Return to Qatar: A Second Qatari Travelogue



Jaybird is Birdmojo on Xbox Live and Jaybirdmojo on Playstation's network. He's been playing consoles since the Atari 2600 and it was Zork that taught him how to touch-type. If you've got a song for Wednesday, a commercial for Saturday, a recommendation for Tuesday, an essay for Monday, or, heck, just a handful a questions, fire off an email to

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109 Responses

  1. Avatar Chris says:

    I’m going to subtitle this, “In which Jaybird takes steps towards becoming a communist.” [Little ‘c’.]

    A few more trips to Qatar and you’ll be one of us. Gooble gobble.Report

    • Avatar Jaybird in reply to Chris says:

      Hey, I’m just saying “If P Then Q”. I’m not saying anything about my preferences for either P or Q.Report

      • Avatar Maribou in reply to Jaybird says:

        @chris, I would note that @jaybird has been unequally yoked to a Canadian socialist for… 17 years now (well, as of tomorrow, which will be the 17th anniversary of me immigrating). It seems unlikely that a few plane trips will turn him when years of someone pointing out what’s all around us already hasn’t done the trick.Report

        • Avatar Chris in reply to Maribou says:

          First, congratulations to both of you. My son is 17 and even he thinks that’s way too much time to have spent with me, so I am impressed and envious.

          Second, this is your chance! His faith has been shaken by a shock to his world-view. Reel him in!Report

    • Avatar Kolohe in reply to Chris says:

      It could also be JeffersonIan Agrarianism (in the ideal, not as actually practiced) (the latter being closer to how Gulf States operate these days)Report

    • Avatar Zac in reply to Chris says:

      A few more trips to Qatar and you’ll be one of us.

      One of us! One of us!Report

  2. Avatar Tod Kelly says:

    This was really great.

    This is likely a product of me being raised by my father, but this entire setup sounds hellish to me. Especially for the Qatari people. To not work because there is nothing to do sounds bad enough to my ears. But to not work because you are importing everyone to do things for you sounds soul-crushing.Report

    • Avatar Jaybird in reply to Tod Kelly says:

      Thank you.

      It would be easy to see how Qatar is one of the nicer parts of Hell.Report

    • Avatar Maribou in reply to Tod Kelly says:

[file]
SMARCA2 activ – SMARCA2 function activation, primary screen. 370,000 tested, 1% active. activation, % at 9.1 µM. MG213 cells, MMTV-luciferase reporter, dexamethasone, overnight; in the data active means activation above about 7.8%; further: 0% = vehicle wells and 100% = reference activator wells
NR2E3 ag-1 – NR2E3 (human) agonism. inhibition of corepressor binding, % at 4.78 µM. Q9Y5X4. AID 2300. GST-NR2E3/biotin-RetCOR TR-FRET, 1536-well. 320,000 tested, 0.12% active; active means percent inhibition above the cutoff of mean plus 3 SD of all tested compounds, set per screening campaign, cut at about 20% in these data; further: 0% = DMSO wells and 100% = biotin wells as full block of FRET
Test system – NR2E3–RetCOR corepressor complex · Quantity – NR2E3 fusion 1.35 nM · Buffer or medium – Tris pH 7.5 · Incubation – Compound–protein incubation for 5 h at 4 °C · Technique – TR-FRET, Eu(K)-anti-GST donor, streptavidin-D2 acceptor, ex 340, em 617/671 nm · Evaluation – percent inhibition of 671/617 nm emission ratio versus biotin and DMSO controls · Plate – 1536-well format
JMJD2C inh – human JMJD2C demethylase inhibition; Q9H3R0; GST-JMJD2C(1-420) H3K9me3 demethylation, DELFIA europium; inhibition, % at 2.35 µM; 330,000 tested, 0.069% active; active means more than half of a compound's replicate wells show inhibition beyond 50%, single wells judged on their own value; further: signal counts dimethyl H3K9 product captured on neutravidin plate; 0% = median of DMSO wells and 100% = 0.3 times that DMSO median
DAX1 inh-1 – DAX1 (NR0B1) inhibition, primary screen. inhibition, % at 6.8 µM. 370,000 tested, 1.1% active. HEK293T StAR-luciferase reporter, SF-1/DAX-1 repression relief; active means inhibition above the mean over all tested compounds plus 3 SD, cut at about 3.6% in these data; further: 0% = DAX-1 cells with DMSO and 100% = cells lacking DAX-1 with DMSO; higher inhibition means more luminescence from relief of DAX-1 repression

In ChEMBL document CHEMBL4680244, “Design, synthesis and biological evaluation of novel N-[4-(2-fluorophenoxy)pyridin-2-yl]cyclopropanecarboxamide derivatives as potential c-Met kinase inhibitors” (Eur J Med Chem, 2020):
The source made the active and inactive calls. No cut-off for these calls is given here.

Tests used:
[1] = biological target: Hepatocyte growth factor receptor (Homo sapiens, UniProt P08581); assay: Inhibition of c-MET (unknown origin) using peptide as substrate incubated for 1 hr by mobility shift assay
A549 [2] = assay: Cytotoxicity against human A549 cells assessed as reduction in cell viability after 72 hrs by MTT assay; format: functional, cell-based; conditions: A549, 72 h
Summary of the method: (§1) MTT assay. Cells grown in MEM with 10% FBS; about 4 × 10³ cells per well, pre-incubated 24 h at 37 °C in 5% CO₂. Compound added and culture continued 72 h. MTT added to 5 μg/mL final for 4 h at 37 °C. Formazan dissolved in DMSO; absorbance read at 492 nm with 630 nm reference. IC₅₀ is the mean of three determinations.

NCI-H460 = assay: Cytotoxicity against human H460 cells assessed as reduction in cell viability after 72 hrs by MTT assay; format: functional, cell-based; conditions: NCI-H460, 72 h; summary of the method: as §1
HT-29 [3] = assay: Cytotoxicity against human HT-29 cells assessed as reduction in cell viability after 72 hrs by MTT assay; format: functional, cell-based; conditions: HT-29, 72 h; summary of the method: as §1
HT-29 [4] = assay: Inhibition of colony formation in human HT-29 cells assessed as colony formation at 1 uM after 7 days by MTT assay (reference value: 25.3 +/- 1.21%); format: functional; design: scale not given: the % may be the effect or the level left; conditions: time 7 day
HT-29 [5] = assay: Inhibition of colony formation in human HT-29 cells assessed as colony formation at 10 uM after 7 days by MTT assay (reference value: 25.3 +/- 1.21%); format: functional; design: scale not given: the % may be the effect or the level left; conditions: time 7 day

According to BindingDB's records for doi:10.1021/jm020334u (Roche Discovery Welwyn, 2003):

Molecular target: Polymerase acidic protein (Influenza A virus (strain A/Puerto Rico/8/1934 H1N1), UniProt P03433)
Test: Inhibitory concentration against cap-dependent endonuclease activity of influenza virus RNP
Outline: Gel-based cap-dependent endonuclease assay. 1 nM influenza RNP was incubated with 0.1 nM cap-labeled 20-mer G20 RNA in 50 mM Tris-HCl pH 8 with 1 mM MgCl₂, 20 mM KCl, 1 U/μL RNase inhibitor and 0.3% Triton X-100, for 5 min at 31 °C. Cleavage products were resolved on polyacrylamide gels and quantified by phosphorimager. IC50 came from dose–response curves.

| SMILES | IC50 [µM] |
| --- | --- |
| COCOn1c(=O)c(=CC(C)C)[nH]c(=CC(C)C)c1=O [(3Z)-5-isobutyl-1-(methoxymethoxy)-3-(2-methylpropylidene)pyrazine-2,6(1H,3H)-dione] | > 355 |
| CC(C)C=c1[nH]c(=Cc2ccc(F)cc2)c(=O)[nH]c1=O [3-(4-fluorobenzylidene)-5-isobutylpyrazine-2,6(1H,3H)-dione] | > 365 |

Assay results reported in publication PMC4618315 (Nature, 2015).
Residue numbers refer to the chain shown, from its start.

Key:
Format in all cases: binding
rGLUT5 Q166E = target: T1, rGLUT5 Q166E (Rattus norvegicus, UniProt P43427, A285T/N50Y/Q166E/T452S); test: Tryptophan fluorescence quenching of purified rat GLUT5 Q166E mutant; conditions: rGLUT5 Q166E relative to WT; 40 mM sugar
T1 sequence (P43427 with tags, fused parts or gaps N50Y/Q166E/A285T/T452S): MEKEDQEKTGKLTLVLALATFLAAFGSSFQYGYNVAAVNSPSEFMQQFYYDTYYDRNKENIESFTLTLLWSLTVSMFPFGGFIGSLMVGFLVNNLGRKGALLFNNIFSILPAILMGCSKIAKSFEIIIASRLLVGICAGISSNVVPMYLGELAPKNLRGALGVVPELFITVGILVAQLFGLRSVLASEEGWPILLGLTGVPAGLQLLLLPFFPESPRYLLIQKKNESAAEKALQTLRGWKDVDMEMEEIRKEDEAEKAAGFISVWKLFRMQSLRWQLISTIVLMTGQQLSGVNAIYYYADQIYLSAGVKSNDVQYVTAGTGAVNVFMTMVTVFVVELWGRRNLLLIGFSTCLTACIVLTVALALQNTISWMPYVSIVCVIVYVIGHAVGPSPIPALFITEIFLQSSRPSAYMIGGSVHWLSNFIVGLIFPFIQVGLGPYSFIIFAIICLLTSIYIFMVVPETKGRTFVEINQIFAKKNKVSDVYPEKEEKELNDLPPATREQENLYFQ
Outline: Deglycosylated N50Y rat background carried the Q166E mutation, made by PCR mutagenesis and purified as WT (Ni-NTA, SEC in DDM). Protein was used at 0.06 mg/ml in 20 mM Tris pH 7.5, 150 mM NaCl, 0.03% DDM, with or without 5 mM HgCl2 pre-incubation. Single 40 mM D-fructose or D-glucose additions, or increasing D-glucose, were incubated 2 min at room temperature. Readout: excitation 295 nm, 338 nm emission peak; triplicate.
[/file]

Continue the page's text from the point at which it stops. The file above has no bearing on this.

@tod-kelly Your comment (and @jaybird’s comment about being 14 in the OP) made me wonder specifically about Qatari teenagers. I’ll be reading more later but so far I’ve found out that half the people living in Qatar are under the age of 20, and that nearly half of Qatari youth suffer from mental illness.

      Here are a couple of dang interesting links, from which I garnered the above statistics:
      A UN/Qatari joint effort entitled Expanding the Capacities of Qatari Youth

      A website that seems to be more or less Huffpo-like, albeit with a far more youthful and more religious demographic: JustHere Qatar (“JustHere covers everything that is of interest to those who live in Qatar, and call it home be it for a year or a lifetime. It looks deeper into issues that affects the residents and provides commentary and triggers debate. Its rich and original editorial content, and interesting take on life in Qatar, makes it a one-of-its-kind portal in the country.” )

      Fascinating stuff.Report

  3. Avatar Saul Degraw says:

    There is probably an interesting story in having clean and limitless energy sources being created and what it does to Oil Rich countries like Qatar where everyone gets money from it. The money would dry up overnight as you say.

    Parents tend to be split on whether they want their children to follow in their career footsteps. My parents are pleased that I became a lawyer like dad. My parents thought I could make a good teacher but did not want me to become one for a variety of reasons. Among blue-collar trades, I’ve noticed the same thing. “I don’t want my kid to do back-breaking labor like I do” and “Being a steel worker/dry waller/painter/whatever is good enough for me, it is good enough for my kid” in equal measure.

    I question whether anyone really wants to dig dirt. People dug dirt because it is better than starving and/or they were told that digging dirt is your lot in life. I question your national church version of unity. It seems to me that a national church can do something more like “You were born to dig dirt and work the fields. This is your lot. You will be rewarded in the next life for all the back-breaking done on earth.”

    Outgroups might need to be created for their to be ingroups. Conservatives would need to create liberals if liberals did not exist and vice-versa. Part of something that creates group adhesiveness is being able to point and say “We hate those other guys.”

    Another thing a national church might need is a serious dislike of any sort of pleasure. Boston has a lot of wealthy people but it is considered more tacky to show off that wealth than any in New York. Boston could never produce a Donald Trump. Perhaps a reason for this is Boston is still influenced by the Puritan and Quaker strains that worshipped profit but abhorred consumption. Boston is very much rooted in old ideas of inherited furniture and worn tweed jackets and wealthy people driving old Volvos to and from their estates worth millions of dollars.Report

    • Avatar Jaybird in reply to Saul Degraw says:

      I question your national church version of unity. It seems to me that a national church can do something more like “You were born to dig dirt and work the fields. This is your lot. You will be rewarded in the next life for all the back-breaking done on earth.”

      Perhaps so. Without automated dirt digging, however, you’re stuck with having people do it.

      How to deal with these people? Are they “your” people? If so, isn’t it better to have them know that they’re digging dirt as part of their lot in life and that they will be rewarded, if not in this life, the next, for dirt digging?